College Football Playoff: Presidents Finally See Light (and Dollar Signs)
It looks like college football is finally moving in the right direction.
The regular season still counts. There is even more money to be made. The rest of the bowls are still in place. There are two more intriguing games of college football for fans everywhere.
What took so long?
An oversight committee made up of 12 university presidents representing schools from various conferences approved a four-team college football playoff on Tuesday. The new format, which is scheduled to begin in 2014, was proposed by a group of 11 conference commissioners and Notre Dame athletic director Jack Swarbrick.
The basics of the new playoff, which still lacks a name, are that the four best teams will be chosen by a selection committee. The semifinal games will be rotated among six bowl games, and the championship game will be awarded to the highest-bidding city. In other words, book your tickets to Dallas in advance.
While some major details still need to be ironed out (who’s on the selection committee and how is the money divided?), the playoff format is pretty straightforward: four teams, three games over two weekends and one committee in charge of it all.
Personally, I would like to have seen a six-team playoff with the best two teams getting byes as a reward for the body of work they put in to climb to the top two spots.
But four teams is clearly an improvement. And we definitely don’t need an expansion that would push it to eight or even 16 teams, which is why it’s smart that the college presidents who approved the playoff deal locked up the four-team format that will start in 2014 until at least 2025.
Which postseason format would you prefer?
As for those who say schools like Boise State and others from outside the five major conferences still have no shot, realize that each conference commissioner and a dozen university presidents representing schools with different caliber athletic programs all signed the deal.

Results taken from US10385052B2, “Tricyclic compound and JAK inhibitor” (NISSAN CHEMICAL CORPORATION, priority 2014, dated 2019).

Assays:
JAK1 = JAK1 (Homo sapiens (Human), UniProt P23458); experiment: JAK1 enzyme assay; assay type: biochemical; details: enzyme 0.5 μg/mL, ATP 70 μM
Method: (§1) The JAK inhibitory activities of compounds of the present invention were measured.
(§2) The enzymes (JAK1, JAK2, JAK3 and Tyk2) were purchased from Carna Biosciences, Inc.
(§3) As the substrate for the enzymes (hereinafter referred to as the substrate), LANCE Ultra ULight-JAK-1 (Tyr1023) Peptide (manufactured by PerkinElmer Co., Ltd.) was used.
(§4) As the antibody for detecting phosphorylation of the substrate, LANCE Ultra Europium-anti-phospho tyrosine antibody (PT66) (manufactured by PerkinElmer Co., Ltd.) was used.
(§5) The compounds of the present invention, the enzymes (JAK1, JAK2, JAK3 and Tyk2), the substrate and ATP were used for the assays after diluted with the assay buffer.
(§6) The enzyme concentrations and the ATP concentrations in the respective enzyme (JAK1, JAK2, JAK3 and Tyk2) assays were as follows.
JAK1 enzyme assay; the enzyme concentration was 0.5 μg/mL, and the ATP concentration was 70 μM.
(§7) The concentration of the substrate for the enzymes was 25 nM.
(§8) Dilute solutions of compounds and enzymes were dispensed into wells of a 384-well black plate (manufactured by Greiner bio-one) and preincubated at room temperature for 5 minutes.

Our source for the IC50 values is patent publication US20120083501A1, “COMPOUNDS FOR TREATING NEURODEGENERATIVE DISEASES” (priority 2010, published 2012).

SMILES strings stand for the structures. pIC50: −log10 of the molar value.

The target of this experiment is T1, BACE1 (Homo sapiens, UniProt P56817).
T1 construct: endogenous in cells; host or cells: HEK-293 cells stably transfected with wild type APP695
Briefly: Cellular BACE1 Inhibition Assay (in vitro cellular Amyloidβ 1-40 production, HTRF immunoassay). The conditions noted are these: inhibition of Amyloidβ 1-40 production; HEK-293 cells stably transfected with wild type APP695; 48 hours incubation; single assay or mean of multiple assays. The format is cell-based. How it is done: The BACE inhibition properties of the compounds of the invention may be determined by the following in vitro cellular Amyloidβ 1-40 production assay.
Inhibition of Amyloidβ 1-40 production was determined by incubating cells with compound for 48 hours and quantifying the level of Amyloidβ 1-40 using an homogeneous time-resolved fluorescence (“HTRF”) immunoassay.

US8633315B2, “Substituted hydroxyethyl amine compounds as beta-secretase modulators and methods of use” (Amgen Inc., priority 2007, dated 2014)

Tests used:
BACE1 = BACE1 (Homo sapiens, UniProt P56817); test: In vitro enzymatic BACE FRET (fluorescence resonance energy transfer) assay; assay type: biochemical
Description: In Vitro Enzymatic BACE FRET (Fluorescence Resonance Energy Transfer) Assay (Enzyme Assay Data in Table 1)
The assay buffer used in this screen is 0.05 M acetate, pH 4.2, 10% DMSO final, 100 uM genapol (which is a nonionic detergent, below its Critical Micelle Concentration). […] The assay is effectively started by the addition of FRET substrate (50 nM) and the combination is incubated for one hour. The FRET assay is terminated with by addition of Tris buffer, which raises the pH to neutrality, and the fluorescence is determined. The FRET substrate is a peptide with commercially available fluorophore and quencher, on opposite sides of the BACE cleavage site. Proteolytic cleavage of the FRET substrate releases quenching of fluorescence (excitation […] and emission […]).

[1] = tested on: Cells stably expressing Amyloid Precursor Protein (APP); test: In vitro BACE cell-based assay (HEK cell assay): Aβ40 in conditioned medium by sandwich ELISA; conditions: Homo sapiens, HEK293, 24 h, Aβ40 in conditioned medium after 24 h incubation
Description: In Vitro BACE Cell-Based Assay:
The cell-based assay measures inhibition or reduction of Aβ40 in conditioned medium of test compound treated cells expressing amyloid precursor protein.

Every. Single. One.
If a team can’t prove throughout the course of a season that it is one of the best four teams in the country, then it has a weak argument to make the national championship game. At the very least, their odds of getting a chance just doubled.
“The access for conferences throughout the FBS is going to be better in this system than the current system," ACC commissioner John Swafford told ESPN. "That's an important part of this. But you have to play your way in. That's a plus."
Nothing will be lost from the regular season because one slip up could eliminate a team from top-four contention, and two losses would unquestionably end a championship season. The plus side is that teams will now be more inclined than ever to play a stronger out of conference schedule to impress the selection committee, as strength of schedule and conference championships will be large parts of the equation.
There will always be critics. As March Madness has shown, even a 68-team field does not eliminate arguments over bubble teams. Yet there is a notable difference in arguing who is the second-best team in the country versus who is the fourth-best team. In fact, according to Virginia Tech president Charles Sterger, “A four-team playoff doesn't go too far; it goes just the right amount."
It may not be a perfect solution, but any fan of a playoff has to agree the new system is an upgrade. Before we blame the decision-makers for not going far enough, let’s give the new format a chance and continue to enjoy the most important regular season in all of sports.
See you in Dallas on January 12, 2014.
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